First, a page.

The Centrally-sponsored Scheme for Construction of Hostels for OBC Boys and Girls is being implemented since 1998-99 to address the problem of educational backwardness of OBCs. Very often, students from rural areas, especially those belonging to the economically weaker sections, discontinue their studies because of lack of secondary schools and colleges nearby, and due to non-availability of adequate hostel facilities at a reasonable cost in the vicinity of such educational institutions. Therefore, the scheme was initiated with a view to facilitating the continuation of education by students belonging to OBCs, especially those hailing from remote areas and from poor families. But there are very few hostels which have been constructed for the OBC students in India. This perhaps reveals the behavior and caste-consciousness of Indian policy-makers with respect to the reservation policy. In 2013, UGC had granted money for the construction of hostels, especially for OBC students, but the University of Delhi distributed laptops from this hostel-specific fund, instead of building hostels for OBC students.
It is a matter of shame that to this date, universities and college hostels are not implementing OBC reservations, 28 years after the Mandal Commission report. The Mandal Commission report clearly explained educational backwardness of the OBCs but our institutions are mute on the report and the Indra Sawhney judgment. The Indra Sawhney judgment held that there should be 27 percent reservations for the OBCs in admission to educational institutions. But none of these OBC reservations have been implemented with regards to the hostel. The Central Educational Institution Act 2006, upheld by Ashok Kumar Thakur vs Union of India, mentioned 27 percentage reservations for OBCs but the bureaucracy of India is silent on hostel reservations. As per our data collection, Jawaharlal Nehru University is providing only 10 percentage reservation for OBCs in its hostels. There are only two newly constructed hostels in the University of Delhi- Rajiv Gandhi Girls Hostel and Undergraduate Girls Hostel that are implementing OBC reservations despite there being 18 hostels in the University. There is no provision for OBC reservations in other hostels of Delhi University, BHU, Allahabad University, University of Hyderabad, Patna University and other universities.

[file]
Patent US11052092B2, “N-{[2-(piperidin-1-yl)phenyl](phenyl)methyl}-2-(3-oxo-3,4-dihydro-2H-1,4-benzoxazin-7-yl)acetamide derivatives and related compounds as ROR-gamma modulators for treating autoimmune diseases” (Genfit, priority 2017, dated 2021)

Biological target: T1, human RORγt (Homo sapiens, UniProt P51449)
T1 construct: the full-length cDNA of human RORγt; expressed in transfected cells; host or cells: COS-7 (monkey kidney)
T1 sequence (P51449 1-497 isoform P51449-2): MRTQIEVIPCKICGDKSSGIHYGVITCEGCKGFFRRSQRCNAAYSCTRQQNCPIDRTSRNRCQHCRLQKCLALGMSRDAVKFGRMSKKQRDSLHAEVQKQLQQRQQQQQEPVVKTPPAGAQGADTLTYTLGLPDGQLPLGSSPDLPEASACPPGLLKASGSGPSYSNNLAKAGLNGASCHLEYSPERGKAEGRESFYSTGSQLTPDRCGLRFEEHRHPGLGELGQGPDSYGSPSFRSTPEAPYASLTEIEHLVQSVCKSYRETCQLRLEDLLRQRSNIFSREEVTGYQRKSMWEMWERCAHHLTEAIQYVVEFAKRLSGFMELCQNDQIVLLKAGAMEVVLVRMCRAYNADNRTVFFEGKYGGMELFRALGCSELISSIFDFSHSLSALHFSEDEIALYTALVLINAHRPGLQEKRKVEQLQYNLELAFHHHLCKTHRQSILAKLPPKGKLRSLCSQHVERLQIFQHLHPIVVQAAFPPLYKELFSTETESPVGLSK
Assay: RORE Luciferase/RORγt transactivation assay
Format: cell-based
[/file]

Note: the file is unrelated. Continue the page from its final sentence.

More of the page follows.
It seems that the policymakers are not aware of the concept of inclusiveness of higher education. There should be proper guidelines for hostel reservations in the University Campuses but UGC and MHRD have failed to implement it. In truth, universities need proper, centralized guidelines for hostel reservations to ensure their implementation. Without hostel reservations, students cannot enjoy the diversity of India and there will be no sense of institutional equality. B.P. Jeevan Reddy, in the Indra Sawhney case, said, “Forty and three years ago was founded this republic with the fourfold objective of securing to its citizens justice, liberty, equality, and fraternity. Statesmen of the highest order the like of which this country has not seen since – belonging to the fields of law, politics and public life came together to fashion the instrument of change – the Constitution of India.” This is relevant for the hostels, too.
To conclude, Indian students need hostels for better education. Without hostel accommodation, it is impossible for marginalized classes to be a part of higher studies. Not only do universities require the proper implementation of reservations, but they also need greater help for the construction of hostels. The Government of India should form a committee for the hostel accommodation situation in India to redress the grievances of OBC students.
Raja Choudhary is a Student of law at the University of Delhi and an independent writer.